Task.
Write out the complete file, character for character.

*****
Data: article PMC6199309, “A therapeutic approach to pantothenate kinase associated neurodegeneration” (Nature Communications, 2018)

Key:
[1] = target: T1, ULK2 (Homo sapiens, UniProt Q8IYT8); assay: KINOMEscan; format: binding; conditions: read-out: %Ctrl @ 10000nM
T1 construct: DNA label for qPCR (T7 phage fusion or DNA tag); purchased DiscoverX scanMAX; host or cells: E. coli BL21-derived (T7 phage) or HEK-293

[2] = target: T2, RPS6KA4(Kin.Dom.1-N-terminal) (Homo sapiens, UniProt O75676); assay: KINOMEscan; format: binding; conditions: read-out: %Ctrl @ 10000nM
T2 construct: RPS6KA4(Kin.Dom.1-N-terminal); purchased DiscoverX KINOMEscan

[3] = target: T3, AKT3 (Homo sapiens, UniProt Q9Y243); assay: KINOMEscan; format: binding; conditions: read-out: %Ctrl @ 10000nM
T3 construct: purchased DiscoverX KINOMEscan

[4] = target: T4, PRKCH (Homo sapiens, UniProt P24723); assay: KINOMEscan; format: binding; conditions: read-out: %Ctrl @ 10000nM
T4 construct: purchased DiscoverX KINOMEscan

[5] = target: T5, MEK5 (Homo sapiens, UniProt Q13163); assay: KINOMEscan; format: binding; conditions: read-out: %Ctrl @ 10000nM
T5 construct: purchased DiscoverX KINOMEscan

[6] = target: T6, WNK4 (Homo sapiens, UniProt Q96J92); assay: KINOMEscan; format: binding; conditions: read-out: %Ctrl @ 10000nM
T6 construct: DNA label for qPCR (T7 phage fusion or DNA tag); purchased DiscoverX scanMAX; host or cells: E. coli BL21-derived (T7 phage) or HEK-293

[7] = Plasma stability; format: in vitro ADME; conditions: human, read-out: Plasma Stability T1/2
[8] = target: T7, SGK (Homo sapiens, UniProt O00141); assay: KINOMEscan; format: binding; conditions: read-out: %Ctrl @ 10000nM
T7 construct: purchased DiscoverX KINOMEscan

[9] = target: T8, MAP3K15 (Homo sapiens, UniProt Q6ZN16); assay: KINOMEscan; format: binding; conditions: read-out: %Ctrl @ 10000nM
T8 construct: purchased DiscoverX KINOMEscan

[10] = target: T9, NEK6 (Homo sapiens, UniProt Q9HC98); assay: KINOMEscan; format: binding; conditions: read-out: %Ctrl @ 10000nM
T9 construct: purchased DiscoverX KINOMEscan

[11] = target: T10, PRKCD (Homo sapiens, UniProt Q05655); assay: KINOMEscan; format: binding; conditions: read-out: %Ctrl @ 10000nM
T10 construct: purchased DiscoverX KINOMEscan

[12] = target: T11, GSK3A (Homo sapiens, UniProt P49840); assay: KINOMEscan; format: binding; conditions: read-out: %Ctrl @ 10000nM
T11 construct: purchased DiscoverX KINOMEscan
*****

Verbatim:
Data: article PMC6199309, “A therapeutic approach to pantothenate kinase associated neurodegeneration” (Nature Communications, 2018)

Key:
[1] = target: T1, ULK2 (Homo sapiens, UniProt Q8IYT8); assay: KINOMEscan; format: binding; conditions: read-out: %Ctrl @ 10000nM
T1 construct: DNA label for qPCR (T7 phage fusion or DNA tag); purchased DiscoverX scanMAX; host or cells: E. coli BL21-derived (T7 phage) or HEK-293

[2] = target: T2, RPS6KA4(Kin.Dom.1-N-terminal) (Homo sapiens, UniProt O75676); assay: KINOMEscan; format: binding; conditions: read-out: %Ctrl @ 10000nM
T2 construct: RPS6KA4(Kin.Dom.1-N-terminal); purchased DiscoverX KINOMEscan

[3] = target: T3, AKT3 (Homo sapiens, UniProt Q9Y243); assay: KINOMEscan; format: binding; conditions: read-out: %Ctrl @ 10000nM
T3 construct: purchased DiscoverX KINOMEscan

[4] = target: T4, PRKCH (Homo sapiens, UniProt P24723); assay: KINOMEscan; format: binding; conditions: read-out: %Ctrl @ 10000nM
T4 construct: purchased DiscoverX KINOMEscan

[5] = target: T5, MEK5 (Homo sapiens, UniProt Q13163); assay: KINOMEscan; format: binding; conditions: read-out: %Ctrl @ 10000nM
T5 construct: purchased DiscoverX KINOMEscan

[6] = target: T6, WNK4 (Homo sapiens, UniProt Q96J92); assay: KINOMEscan; format: binding; conditions: read-out: %Ctrl @ 10000nM
T6 construct: DNA label for qPCR (T7 phage fusion or DNA tag); purchased DiscoverX scanMAX; host or cells: E. coli BL21-derived (T7 phage) or HEK-293

[7] = Plasma stability; format: in vitro ADME; conditions: human, read-out: Plasma Stability T1/2
[8] = target: T7, SGK (Homo sapiens, UniProt O00141); assay: KINOMEscan; format: binding; conditions: read-out: %Ctrl @ 10000nM
T7 construct: purchased DiscoverX KINOMEscan

[9] = target: T8, MAP3K15 (Homo sapiens, UniProt Q6ZN16); assay: KINOMEscan; format: binding; conditions: read-out: %Ctrl @ 10000nM
T8 construct: purchased DiscoverX KINOMEscan

[10] = target: T9, NEK6 (Homo sapiens, UniProt Q9HC98); assay: KINOMEscan; format: binding; conditions: read-out: %Ctrl @ 10000nM
T9 construct: purchased DiscoverX KINOMEscan

[11] = target: T10, PRKCD (Homo sapiens, UniProt Q05655); assay: KINOMEscan; format: binding; conditions: read-out: %Ctrl @ 10000nM
T10 construct: purchased DiscoverX KINOMEscan

[12] = target: T11, GSK3A (Homo sapiens, UniProt P49840); assay: KINOMEscan; format: binding; conditions: read-out: %Ctrl @ 10000nM
T11 construct: purchased DiscoverX KINOMEscan